The Steps of Positive Discipline

The steps of Positive Discipline are not something I’ve created, these steps have been around for years. Originally written in 1965, Dr. Haim Ginott introduced a version of these steps in Between Parent and Child. Systematic Training for Effective Parenting, or STEP classes, desiged by Dinkmeyer and McKay have been in session since 1976. These steps are covered in some variation in most all Positive Discipline parenting books. We cover the steps of positive discipline in my one-day and eight hour evening series workshops. My full audio workshops are also available at www.askdrrene.com. Here are the basics to get you started:

  • I messages – This is labeling your own or others emotions and blaming the behavior not the child. When labeling your own emotions, it sounds like, “I am frustrated, no one is listening,” or, “I am upset, this is a huge mess.” Labeling others’ emotions sounds like, “she is upset, she wasn’t finished with her turn,” or, “she is angry, that hurt her.” This shares emotions and avoids You messages which blame the child such as, “I am frustrated, you never listen,” or, “she is angry, you hurt her.”
  • Empathy – This is validating the child’s emotions as you enter into a discipline exchange, even when you disagree with the emotion at hand. It is saying, “wow, you are mad, you didn’t like that game,” or, “I see you are sad, it’s hard to be left out.”  It’s remembering to validate emotions and help find a calm before you address the situation or discipline.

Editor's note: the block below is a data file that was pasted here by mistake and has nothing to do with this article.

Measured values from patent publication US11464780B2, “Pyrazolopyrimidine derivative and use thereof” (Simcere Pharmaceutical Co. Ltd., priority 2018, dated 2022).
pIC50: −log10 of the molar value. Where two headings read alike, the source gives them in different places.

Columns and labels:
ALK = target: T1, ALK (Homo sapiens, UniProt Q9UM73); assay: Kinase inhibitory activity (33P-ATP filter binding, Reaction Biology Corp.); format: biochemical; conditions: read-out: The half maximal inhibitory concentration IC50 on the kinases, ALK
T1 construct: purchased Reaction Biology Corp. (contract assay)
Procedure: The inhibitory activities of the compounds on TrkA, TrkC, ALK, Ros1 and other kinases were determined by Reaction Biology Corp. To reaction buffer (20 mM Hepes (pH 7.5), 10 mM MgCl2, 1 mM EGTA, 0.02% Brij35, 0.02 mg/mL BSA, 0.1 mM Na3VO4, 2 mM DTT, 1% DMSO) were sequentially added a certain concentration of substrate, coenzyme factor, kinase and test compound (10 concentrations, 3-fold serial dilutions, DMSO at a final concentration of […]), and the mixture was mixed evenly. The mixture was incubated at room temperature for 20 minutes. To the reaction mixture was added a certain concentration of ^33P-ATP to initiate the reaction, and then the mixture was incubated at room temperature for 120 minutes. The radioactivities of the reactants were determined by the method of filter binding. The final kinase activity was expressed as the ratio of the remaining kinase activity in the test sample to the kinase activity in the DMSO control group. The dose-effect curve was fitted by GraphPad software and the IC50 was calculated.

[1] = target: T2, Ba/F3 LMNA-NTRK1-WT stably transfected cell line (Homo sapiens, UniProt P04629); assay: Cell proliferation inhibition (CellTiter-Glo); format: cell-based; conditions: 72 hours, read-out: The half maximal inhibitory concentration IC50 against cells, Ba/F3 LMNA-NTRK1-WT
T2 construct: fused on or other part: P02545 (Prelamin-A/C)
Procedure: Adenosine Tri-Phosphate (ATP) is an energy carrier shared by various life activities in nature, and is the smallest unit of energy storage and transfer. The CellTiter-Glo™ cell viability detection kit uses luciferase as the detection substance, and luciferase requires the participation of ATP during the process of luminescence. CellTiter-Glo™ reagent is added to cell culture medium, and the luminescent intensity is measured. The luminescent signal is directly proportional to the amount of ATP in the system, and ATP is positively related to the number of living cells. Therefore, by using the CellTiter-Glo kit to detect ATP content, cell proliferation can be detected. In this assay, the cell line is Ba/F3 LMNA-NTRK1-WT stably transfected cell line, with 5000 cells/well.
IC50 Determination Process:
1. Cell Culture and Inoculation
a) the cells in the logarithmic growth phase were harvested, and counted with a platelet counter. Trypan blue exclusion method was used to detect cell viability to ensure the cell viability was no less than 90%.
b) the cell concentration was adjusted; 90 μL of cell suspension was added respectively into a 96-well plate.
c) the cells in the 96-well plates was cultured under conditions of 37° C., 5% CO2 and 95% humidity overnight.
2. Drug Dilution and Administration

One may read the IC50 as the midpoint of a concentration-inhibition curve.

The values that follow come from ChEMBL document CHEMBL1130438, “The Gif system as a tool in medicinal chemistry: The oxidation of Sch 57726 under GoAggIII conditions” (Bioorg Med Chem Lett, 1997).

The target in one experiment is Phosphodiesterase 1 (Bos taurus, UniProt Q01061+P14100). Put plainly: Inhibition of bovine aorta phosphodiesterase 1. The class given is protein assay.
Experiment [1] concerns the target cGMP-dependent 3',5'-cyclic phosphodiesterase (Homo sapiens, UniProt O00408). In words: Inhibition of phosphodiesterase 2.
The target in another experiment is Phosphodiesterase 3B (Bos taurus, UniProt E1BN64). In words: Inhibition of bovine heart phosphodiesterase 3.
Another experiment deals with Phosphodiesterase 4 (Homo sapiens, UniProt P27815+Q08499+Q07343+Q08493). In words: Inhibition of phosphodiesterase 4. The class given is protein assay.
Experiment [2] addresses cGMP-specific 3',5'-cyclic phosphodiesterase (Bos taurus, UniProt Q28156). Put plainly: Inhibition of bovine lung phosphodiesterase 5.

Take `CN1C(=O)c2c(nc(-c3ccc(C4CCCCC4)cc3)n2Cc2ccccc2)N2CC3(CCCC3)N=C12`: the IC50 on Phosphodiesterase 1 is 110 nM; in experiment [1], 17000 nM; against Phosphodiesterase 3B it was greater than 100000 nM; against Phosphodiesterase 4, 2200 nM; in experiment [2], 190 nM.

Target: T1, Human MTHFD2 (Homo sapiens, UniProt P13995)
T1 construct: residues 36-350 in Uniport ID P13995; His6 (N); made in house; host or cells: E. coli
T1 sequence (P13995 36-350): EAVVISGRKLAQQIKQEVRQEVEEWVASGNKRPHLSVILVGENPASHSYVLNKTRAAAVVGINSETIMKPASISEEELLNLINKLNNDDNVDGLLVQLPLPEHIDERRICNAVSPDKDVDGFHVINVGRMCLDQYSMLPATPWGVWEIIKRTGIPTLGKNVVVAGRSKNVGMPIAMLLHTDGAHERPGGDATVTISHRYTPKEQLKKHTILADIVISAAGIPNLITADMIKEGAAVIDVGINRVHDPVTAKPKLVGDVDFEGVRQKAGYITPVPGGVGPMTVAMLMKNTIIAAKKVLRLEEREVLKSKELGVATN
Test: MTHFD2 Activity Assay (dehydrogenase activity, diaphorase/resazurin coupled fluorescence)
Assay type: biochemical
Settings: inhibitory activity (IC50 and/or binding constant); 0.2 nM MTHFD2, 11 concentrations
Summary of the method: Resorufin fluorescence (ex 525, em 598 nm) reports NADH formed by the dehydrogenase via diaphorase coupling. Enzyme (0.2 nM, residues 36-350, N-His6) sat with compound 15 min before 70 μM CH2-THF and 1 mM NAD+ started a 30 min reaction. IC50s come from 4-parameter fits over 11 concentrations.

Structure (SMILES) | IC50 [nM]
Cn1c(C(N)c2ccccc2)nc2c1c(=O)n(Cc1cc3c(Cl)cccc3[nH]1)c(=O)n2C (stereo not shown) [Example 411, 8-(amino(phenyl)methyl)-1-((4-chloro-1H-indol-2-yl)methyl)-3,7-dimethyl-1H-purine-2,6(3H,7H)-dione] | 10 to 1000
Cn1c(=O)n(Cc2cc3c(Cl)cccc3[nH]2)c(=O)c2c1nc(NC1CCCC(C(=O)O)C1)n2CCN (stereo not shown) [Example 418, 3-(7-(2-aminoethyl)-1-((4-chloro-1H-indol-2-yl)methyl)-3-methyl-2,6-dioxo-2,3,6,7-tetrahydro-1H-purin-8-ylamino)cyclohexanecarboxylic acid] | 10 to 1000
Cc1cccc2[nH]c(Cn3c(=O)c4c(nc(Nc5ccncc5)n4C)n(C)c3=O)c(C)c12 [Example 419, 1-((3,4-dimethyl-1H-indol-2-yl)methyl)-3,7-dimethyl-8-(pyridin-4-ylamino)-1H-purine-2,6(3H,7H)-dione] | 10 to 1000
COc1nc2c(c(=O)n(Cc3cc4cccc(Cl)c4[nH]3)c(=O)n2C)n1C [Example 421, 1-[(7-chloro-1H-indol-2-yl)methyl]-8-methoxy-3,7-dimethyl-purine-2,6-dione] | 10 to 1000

• Positive Intent – This refers to how we view the child’s behavior. What we think and assume about their behavior, shapes our tone and our reply. This is thinking of those you love as tired or overwhelmed rather than lazy. For the child having trouble waiting for a turn, it is seeing them as excited, young and needing to learn patience rather than annoying or rude.
  • Choices – The idea is to offer the child two positive choices about how, when or where they can do the behavior you want them to do. If you are wanting them to get homework done, this might be, “do you want to start with reading or math,” or, “do you want to work before or after snack,” or, “do you want to work at the kitchen table or your bedroom desk?” These often work because they give the child some power.
  • Natural Consequences – This is what just might happen in life if the child continues the behavior. These warn and encourage the child to think about the possible outcomes. This sounds like, “if you don’t wear a coat, you might be cold,” and, “if you do that, she might not want to play with you.” These consequences start to make sense around three-and-a-half years old.
  • Logical Negative Consequences – This is, if the bad behavior; then the bad related outcome. “If you keep yelling, you will have to play in separate rooms,” or, “if you grab a toy, you may not play with it for 5 minutes.”
  • Logical Positive Consequences – This is, if the good behavior; then the good related outcome. “If you can speak nicely, you can stay together,” or, “if you can share the coloring books, I’ll get out the other markers.”
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